There are four large nylon washers that will fit over the top of the front and rear body posts. Use these to give the body more support. Mount the body and insert the four body clips.

Fig. 159

Fig. 157
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Now pat yourself on the back. YOU DID FANTASTIC!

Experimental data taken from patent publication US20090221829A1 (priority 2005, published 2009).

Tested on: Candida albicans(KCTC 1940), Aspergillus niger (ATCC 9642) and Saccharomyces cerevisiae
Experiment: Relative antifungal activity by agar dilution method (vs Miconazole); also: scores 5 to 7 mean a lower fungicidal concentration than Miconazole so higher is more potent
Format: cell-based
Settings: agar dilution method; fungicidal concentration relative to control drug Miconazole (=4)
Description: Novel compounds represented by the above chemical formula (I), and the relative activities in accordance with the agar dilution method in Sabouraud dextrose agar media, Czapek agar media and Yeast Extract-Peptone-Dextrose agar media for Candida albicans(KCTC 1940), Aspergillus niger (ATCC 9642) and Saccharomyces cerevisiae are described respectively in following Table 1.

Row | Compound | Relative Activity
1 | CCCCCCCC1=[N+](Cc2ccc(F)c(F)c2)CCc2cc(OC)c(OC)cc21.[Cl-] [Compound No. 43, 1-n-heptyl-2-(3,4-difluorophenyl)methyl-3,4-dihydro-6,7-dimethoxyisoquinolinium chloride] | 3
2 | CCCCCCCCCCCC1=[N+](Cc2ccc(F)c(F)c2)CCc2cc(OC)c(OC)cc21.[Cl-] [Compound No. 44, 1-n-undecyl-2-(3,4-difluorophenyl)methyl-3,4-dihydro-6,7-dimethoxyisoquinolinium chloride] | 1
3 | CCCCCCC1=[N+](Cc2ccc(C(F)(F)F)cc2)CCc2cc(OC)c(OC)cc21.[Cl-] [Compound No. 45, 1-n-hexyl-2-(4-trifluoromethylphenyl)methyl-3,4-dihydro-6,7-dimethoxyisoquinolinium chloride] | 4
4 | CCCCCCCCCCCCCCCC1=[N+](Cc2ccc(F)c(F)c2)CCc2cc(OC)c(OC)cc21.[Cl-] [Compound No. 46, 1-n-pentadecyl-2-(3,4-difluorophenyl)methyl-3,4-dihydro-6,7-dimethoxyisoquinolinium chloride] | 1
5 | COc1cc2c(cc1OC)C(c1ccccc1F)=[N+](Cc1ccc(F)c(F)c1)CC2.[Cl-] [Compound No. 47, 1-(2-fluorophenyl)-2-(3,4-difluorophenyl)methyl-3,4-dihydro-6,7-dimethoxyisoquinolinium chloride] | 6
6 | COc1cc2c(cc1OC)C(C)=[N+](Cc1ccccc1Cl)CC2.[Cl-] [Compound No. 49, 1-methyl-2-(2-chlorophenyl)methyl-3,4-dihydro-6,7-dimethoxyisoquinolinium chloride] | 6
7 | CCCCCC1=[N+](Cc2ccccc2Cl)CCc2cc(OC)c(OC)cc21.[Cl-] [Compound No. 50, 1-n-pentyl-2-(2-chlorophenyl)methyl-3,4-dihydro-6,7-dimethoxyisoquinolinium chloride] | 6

BATTERY CHARGING. Charge your transmitter batteries if they are Nt-Cds. This charge will take overnight. Charge your battery pack according to your charger manufacturer's recommendations. Make sure all the speed control connections are according to the speed control manufacturer's recommendations. Then go on to the following: STEP 1- Turn the transmitter switch ON. STEP 2-Make sure the motor is UNPLUGGED.